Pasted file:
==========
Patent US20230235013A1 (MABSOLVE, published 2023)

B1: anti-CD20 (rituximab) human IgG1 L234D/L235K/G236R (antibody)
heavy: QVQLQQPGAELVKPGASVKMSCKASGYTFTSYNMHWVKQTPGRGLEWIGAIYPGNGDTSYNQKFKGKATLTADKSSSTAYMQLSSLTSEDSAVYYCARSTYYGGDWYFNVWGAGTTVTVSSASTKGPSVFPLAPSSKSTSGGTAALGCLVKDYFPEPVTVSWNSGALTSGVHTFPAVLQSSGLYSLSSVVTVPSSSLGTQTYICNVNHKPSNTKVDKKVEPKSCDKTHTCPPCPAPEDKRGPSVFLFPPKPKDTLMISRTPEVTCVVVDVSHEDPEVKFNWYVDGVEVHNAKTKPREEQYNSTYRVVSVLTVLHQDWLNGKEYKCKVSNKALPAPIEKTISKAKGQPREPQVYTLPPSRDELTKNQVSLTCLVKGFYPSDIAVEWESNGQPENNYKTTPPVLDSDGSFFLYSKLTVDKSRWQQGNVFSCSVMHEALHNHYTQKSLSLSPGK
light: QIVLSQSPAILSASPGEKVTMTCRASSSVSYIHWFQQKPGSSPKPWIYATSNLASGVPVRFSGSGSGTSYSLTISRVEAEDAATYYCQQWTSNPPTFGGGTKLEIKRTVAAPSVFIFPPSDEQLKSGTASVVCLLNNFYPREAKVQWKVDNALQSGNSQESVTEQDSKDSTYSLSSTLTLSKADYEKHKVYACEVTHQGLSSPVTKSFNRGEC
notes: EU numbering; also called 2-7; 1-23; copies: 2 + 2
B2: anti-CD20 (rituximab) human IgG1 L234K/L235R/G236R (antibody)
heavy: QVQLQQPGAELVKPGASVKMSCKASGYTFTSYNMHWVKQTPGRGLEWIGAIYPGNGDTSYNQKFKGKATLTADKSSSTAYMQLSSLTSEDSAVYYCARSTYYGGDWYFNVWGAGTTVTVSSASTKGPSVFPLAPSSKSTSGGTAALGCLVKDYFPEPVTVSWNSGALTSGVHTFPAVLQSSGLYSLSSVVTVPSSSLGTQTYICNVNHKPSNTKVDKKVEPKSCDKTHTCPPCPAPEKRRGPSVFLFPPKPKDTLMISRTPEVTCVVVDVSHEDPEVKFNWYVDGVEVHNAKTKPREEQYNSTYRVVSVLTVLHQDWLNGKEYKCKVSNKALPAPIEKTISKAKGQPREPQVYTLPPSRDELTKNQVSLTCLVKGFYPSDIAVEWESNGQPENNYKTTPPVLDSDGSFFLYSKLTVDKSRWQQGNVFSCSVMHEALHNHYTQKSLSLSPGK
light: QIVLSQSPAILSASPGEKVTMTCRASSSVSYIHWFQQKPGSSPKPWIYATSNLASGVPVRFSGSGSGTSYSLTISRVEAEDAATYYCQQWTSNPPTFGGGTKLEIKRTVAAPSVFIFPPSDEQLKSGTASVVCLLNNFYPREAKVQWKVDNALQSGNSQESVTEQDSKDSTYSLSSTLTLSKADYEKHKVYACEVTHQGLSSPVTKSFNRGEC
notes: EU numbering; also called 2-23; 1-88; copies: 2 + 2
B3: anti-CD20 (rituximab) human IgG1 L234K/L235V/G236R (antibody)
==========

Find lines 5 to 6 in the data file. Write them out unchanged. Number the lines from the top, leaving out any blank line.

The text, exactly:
notes: EU numbering; also called 2-7; 1-23; copies: 2 + 2
B2: anti-CD20 (rituximab) human IgG1 L234K/L235R/G236R (antibody)